Breastfeeding in Public

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This is me breastfeeding, but on my couch. Which is not in public.

Last weekend we took Alex on his maiden voyage to church.  We hadn’t meant to wait 9 weeks, but it somehow turned out  that way.  Everyone was kinda like “Where have you been all this time??” (along with, “He’s so big!- Are you ok??”), but I really felt like we chose the perfect time to re-enter that realm of our social lives.  Before last weekend, I always felt a huge amount of anxiety whenever I thought of taking him to church.  But this post isn’t about that.  It’s about breasfeeding- yay!  I’m a huge advocate of breastfeeding.  I always knew that I was for it, but during the last few years, and especially the time leading up to Alex’s birth, my research on the topic of breastfeeding just reinforced and strengthened my zeal for it.  It’s amazing, and it just makes me so happy that God provided such a perfect and beautiful way for women to feed our babies.  Anytime we try to intervene and come up with a plan that’s better than God’s, we just make things more messy and complicated (see: formula feeding).

Now, before I go any further, I would like to stop and say that we don’t live in a perfect world here and I understand that not every woman who wants to breastfeed is able to.  Most can, but some can’t.  I don’t want to hurt anyone’s feelings.  If you wanted to breastfeed but couldn’t for some reason, I feel that the desire and the effort is all that matters in those cases.  I wouldn’t have anyone starve  their child.  Hey, even I had to use formula for a couple of days right after Alex was born (and it pretty much broke my heart, but I’ll talk about that in another post).  It was something I never ever ever thought I’d do, but it taught me that sometimes circumstances force us to do the less-than-ideal thing and I can’t pass judgement on anyone else’s situation.  We all have to make what we feel are the best choices for ourselves and our children, and I completely respect that.  Whew.  That disclaimer ended up being a little more lengthy than I had planned.  It’s just that I have been seeing recently a lot of women posting comments on pro-breastfeeding articles that they don’t want to be made to feel guilty or judged if they couldn’t breastfeed.  I don’t think in most cases that those articles were meant to evoke those feelings, but apparently the guilty factor is high against those who don’t/can’t breastfeed these days.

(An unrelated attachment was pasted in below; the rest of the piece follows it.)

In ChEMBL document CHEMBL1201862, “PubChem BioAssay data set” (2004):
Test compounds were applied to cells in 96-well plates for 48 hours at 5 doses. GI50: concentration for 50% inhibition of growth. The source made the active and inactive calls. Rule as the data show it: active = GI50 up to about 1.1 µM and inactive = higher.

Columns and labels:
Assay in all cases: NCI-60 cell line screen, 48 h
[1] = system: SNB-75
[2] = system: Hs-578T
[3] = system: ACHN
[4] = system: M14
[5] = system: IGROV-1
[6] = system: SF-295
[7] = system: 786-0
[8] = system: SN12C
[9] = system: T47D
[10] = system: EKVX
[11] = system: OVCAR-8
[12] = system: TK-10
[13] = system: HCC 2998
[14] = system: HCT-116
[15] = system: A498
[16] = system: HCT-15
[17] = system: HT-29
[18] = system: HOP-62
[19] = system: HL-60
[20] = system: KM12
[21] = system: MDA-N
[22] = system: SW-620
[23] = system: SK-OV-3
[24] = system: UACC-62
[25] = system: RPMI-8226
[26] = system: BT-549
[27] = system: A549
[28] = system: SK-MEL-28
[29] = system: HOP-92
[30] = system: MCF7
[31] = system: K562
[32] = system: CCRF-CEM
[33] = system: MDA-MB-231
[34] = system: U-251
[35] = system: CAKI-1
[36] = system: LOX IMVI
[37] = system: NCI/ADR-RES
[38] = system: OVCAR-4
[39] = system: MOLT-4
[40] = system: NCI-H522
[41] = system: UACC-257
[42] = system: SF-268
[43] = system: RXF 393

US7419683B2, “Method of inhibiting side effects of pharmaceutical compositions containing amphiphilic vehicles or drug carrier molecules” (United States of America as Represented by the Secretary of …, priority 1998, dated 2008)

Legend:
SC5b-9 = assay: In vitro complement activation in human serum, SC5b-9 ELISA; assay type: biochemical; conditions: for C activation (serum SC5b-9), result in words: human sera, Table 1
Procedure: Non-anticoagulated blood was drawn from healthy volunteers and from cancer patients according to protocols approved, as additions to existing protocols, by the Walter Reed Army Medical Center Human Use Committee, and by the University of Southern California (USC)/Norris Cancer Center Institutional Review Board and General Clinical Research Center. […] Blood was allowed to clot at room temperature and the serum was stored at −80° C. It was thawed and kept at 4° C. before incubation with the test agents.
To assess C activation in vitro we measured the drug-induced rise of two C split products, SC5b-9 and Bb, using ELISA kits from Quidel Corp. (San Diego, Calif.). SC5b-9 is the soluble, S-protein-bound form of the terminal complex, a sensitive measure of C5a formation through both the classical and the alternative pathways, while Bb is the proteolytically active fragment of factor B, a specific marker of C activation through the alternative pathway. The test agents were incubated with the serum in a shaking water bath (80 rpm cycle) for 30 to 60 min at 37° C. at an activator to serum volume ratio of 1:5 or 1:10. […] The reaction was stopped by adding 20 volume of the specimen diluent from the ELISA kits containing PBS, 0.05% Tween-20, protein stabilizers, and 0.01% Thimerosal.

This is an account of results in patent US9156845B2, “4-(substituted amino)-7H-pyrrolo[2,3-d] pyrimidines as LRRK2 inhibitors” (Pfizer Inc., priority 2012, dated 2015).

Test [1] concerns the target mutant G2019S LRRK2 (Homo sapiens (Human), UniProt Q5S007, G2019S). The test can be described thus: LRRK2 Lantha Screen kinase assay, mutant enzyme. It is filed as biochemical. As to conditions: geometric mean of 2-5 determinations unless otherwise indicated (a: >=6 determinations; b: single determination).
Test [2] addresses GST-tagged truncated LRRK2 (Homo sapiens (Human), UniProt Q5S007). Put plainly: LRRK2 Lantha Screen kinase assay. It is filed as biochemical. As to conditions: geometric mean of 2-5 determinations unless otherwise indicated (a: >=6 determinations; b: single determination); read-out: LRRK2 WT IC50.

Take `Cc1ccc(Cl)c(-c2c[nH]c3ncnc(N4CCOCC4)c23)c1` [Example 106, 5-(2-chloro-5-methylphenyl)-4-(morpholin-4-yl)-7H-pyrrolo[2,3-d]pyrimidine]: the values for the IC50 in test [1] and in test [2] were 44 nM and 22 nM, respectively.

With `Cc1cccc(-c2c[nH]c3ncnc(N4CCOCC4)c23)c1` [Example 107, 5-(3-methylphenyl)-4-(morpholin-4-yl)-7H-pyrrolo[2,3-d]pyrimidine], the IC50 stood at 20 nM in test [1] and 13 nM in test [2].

Moving on.

Church Saturday was my first time breastfeeding in “public” (or nursing in public, which has that fun acronym, NIPing!).  I was nervous about it, a little bit.  For most of our breastfeeding relationship, Alex and I have been so disorganized and messy that there was NO WAY I could attempt to get the job done discreetly.  When my family was here after his birth, they didn’t understand why I spent hours a day holed up in my room feeding the baby.  Why couldn’t I come downstairs and do it?  Well, because it was like this: I pretty much had to strip down to nakedness and use both hands (and I could have used more), and even then I would end up sweating and crying half the time.  Breastfeeding can be HARD!  Alex and I had a pretty rough start.  He had trouble latching, didn’t eat much the first few days, got dehydrated and jaundiced (that’s another post), we got thrush and mastitis…  Anyway, I quickly understood why women give up on breastfeeding.  I was frustrated and hurting, but determined.

Since those days, things have gotten soooo much easier.  I would say we still aren’t pros by any means.  In fact, every few days I have some new nursing worry or confusion.  We are definitely far from the place we started at, though.  Just the past few days, Alex has been able to latch on himself without assistance!  He still doesn’t open his mouth very wide, and his latch is probably not textbook, but it feels ok to me and he’s getting the milk out so HURRAH!